Every Punctuation Mark Matters: A Minilesson on Semicolons

Martin Luther King, Jr.'s "Letter from Birmingham Jail" demonstrates that even the smallest punctuation mark signals a stylistic decision, distinguishing one writer from another and enabling an author to move an audience. In this minilesson, students first explore Dr. King's use of semicolons and their rhetorical significance. They then apply what they have learned by searching for ways to follow Dr. King's model and use the punctuation mark in their own writing. Note that while this lesson refers to the "Letter from Birmingham Jail," any text which features rhetorically significant use of semicolons can be effective for this minilesson.

Standards & Objectives

Academic standards
GLE 0601.4.4
Write a research paper, using primary and secondary sources and technology and graphics, as appropriate.
GLE 0801.1.1
Demonstrate control of Standard English through grammar usage, and mechanics (punctuation, capitalization, and spelling).
 
Alignment of this item to academic standards is based on recommendations from content creators, resource curators, and visitors to this website. It is the responsibility of each educator to verify that the materials are appropriate for your content area, aligned to current academic standards, and will be beneficial to your specific students.
 
Learning objectives: 

Student Objectives:

Students will:

  • explore the use of the semicolon in their own and others' texts.
  • review the rhetorical use and significance of the semicolon.
  • revise their own writing, based on the stylistic knowledge gained from their exploration.

Lesson Variations

Blooms taxonomy level: 
Understanding
Extension suggestions: 

Extensions:

  • Choose among additional Web and text resources as well as find links to lesson plans and classroom activities that can be used to supplement or extend this lesson, from the January 15 entry from ReadWriteThink calendar.
  • Visit these Websites to learn more about Dr. King's life:
  • Today in History, for January 15, from the Library of Congress: The Library of Congress entry for King's birthday provides a linked overview of King's life and the struggle for Civil Rights.
  • The Nobel Peace Prize 1964: The Nobel Prize Website includes the text of the committee's presentation speech, awarding the Peace Prize to Dr. King, as well as Dr. King's Nobel Lecture, his acceptance speech, and biographical information.
  • Photo Essay: Martin Luther King in His Own Words: This Time.com collection pairs ten photos of King with excerpts from his writing. Each could provide a starting place for a classroom discussion of King's carefully chosen words.
  • Martin Luther King: His Greatest Triumphs: The Life site provides a wealth of pictures of Dr. King, including this gallery of his greatest triumphs.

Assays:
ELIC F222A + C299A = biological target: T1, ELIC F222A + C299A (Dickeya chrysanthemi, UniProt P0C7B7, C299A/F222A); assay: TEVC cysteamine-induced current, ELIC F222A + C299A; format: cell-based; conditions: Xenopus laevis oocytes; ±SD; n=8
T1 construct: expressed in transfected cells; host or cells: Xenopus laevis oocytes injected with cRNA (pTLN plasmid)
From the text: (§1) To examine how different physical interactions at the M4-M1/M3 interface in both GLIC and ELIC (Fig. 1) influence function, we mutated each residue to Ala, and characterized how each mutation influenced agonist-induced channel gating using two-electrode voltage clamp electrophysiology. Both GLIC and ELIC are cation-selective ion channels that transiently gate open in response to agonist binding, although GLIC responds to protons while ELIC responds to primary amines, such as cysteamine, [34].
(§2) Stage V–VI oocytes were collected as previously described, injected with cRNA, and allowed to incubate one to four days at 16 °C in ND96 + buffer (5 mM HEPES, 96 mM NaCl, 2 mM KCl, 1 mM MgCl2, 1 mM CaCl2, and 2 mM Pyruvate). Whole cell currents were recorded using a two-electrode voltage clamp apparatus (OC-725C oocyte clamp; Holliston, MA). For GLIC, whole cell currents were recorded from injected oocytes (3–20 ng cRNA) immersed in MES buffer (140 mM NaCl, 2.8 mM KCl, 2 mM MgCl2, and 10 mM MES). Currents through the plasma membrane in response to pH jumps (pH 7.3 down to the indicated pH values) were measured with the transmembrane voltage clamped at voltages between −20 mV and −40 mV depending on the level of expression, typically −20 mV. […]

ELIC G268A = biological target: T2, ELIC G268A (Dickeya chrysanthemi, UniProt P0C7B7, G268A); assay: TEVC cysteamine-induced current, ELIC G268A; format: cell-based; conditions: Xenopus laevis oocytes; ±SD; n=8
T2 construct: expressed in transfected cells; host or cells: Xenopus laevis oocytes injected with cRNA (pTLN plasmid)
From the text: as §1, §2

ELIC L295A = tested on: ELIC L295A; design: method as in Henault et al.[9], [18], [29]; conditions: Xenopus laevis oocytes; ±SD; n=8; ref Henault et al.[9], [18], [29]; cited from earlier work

Helpful Hints

Preparations:

  • Students should be assigned to read the "Letter from Birmingham Jail" prior to this class session, so that they are familiar with the text and its contents before they begin this activity. You can make copies of the letter for your students from the Website above, or direct students to the URL for one of the sites to read the text online. 
  • Ideally, students should be given time to explore the timeline at the Martin Luther King, Jr. Papers Project Website, which documents the highlights of Dr. King's life. Be sure to take time to discuss the ideas from the letter and its historical context. 
  • Consult the "Letter from Birmingham Jail" from the Univeristy of Pennsylvania for background information on the letter.
  • Provide paper copies of the text for each student-because students will be looking closely at the text, they should have a copy of the letter that they can mark on (e.g., circle semicolons). 
  • Make copies of the handouts of the shorter passages and the longer passage as well as the handout of a passage with no semicolons from Dr. King's letter for students. Alternatively, make overheads of these pages and arrange for an overhead projector.
  • Check your grammar textbook for information on semicolons, noting the pertinent section or page number on the board for students' reference. Alternatively, you can point students to the Purdue OWL Overview of Punctuation.
  • Materials and Technology:
  • Grammar Handbook, for reference
  • General classroom writing supplies (board, overheads, or chart paper, notebooks and pens/pencils, and so forth)
  • Internet access 
  • Martin Luther King Jr.'s "Letter from Birmingham Jail"—this text is frequently anthologized, appearing in many student textbooks and readers. The text is also available online; however, because the text is protected by copyright, the definitive copies of the letter are not printable:
  • PDF version, from the Martin Luther King, Jr. Papers Project (not printable)
  • Image of original, from the Martin Luther King, Jr. Papers Project (not printable)
  • HTML version, from the Seattle Times (printable)

 

Printouts:

  • Examples of Dr. King's Use of Semicolons, shorter passages 
  • Example of Dr. King's Use of Semicolons, longer passage 
  • Example from Dr. King's Letter with No Semicolons

 

Websites:

  • "Letter from Birmingham Jail"
  • "Letter from Birmingham Jail" (PDF version) 
  • This definitive version of the letter is copyright and cannot be printed.
  • "Letter from Birmingham Jail" (image of original)
  • Martin Luther King, Jr. Papers Project
  • Martin Luther King, Jr. and the Civil Rights Movement

 

References

Contributors: